A Pennsylvania Dem in a Rep's Court

I've said, "Good Morning," to Friday with some big news {well, relatively big news to some} - Husband begged on his hands and knees asked me to attend a political rally with him on Monday night in Youngstown, Ohio. A Republican rally, mind you.  He cited the fact that these are truly historical events, and that he's never gotten to attend a rally before.  Insert sad puppy-dog face.  Of course, he prefaced all of this with, "I know you'll probably say no, but I wanted to ask anyway."  What's a good wife supposed to say to that?
I conceded.
{Only after he promised to buy me dinner first.}

With that being said, I have a lot to think about this weekend prior to the rally.
 1. What am I going to wear?  If I show up wearing my team's colors {BLUE}, I'll surely be mobbed. Maybe compromise with a purple cardigan?
2. Where should we eat dinner?  This is certainly the most important question to cogitate.

If you can't read between the lines, I'll shout it out to you - Our house is a divided house on many issues, which directly relates to the political candidates we choose.  Case in point: our views on health care delivery in this country.  Paul Ryan's ticket will not be getting my vote, but I do want to hear what he has to say.

I jokingly said to Husband that if I were pulled out of the crowd to ask Mr. Ryan a question, I'd just remark at how happy I was that my husband let me out of the house and I didn't have to rush home to cook dinner for my family.  Burn.

In all honesty, I do want to attend the rally to hear from this Vice Presidential candidate. It's especially exciting because we're attending a rally in a true swing state, Ohio.  I've only been to one other rally {in Durant, Oklahoma}, for VP hopeful John Edwards, during my senior year of high school.  I'm not going to lie - I was dazzled as an eighteen-year-old girl by his attractive smile and the prospect of shaking his hand. His speech inspired, and I was ready to go cast my vote.  Too bad that backfired, and maybe this is karma.  I won't say that Paul Ryan's speech will instill the same feelings {even though he reportedly has spent many hours with Tony Horton}, but I think it'll be interesting to sidle my views up to his answers for comparison.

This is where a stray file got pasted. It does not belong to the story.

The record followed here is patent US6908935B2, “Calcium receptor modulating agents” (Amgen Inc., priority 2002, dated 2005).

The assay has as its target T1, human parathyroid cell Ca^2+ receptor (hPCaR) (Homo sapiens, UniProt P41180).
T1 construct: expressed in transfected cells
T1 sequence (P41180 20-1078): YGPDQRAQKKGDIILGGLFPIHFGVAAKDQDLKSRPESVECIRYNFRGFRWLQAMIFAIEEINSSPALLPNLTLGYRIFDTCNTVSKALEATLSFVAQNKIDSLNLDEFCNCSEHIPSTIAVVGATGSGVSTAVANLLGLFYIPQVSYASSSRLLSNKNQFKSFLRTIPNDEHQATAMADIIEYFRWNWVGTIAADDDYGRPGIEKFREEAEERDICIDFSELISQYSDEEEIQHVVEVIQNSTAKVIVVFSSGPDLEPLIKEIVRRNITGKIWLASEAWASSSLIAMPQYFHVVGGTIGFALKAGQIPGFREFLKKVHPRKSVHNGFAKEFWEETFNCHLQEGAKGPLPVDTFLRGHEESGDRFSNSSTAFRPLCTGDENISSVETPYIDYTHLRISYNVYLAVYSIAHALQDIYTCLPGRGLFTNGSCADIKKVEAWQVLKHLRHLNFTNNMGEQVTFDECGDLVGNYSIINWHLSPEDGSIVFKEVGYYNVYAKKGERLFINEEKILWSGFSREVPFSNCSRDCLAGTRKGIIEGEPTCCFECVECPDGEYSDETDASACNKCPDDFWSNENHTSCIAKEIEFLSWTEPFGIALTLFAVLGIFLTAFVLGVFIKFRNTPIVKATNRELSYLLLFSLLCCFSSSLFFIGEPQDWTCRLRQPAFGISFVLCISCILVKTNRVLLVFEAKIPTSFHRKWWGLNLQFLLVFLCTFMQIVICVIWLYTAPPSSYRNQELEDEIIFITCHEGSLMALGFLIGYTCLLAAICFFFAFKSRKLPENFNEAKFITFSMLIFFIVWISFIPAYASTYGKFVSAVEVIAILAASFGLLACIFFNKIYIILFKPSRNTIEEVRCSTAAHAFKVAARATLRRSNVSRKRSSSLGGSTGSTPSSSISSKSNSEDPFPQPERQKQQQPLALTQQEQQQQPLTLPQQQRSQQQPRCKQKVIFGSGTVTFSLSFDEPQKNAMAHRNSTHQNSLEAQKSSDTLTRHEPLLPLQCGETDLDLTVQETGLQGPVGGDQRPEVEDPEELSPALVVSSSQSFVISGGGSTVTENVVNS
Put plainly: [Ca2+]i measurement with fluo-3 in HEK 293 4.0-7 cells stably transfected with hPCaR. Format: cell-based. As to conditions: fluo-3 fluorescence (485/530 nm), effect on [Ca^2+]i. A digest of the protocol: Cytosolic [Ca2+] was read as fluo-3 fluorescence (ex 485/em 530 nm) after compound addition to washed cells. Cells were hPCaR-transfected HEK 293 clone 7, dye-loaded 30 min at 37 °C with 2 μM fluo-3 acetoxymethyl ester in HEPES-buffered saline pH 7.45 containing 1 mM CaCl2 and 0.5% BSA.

If anything, I hope this post makes you laugh go cast your vote.  This election will be close, so every vote {Republican or Democratic} counts!


  1. I volunteered at the Republican National Convention when I was 16 and it was in Philadelphia, despite being a very liberal Democrat. Sometimes, these historical events are interesting to observe, and even be a part of. It's easiest when you're not really invested in the outcome (such as a 16 year old, before she realizes she's a noisy feminist, and before she's allowed to vote).

    Oh, and a small point...this election probably will not be all that close. Unless, of course, there's unforeseen circumstances such as vote tampering, etc. Most of the statistical predictors (which are finally incorporating/weighting cell phone polls) point to Obama with overwhelming odds. Granted, fivethirtyeight's ~67% odds still leaves room for a Romney win, but Sam Wang's odds were somewhere near 98% for Obama...If you think about it, it's in both parties' best interest (as well as
    the media's) to perpetuate this belief that it's anyone's election.

  2. Actually, Nate Silver's odds are now at 90.9%: http://fivethirtyeight.blogs.nytimes.com/

  3. Thanks for weighing in, Iris. The rally was a bit of a bust {for both political and non-political reasons}, but I'm very glad I went.
    For PA, I thought the race would be a lot closer - I know many Republicans who share their thoughts loudly and often. This comment wasn't based on polls/stats/etc., but my own ears.
    The media will ALWAYS paint the 'it's anybody's game!' point of view to ensure there's discussion/trainwreck issues/report-able stats and keep their jobs secure. :) Take it from someone who spent her undergrad writing about issues related to mass communications in America.
    I do wish that the 'getting over it' time was shorter though. If a person's candidate wasn't elected, move on!


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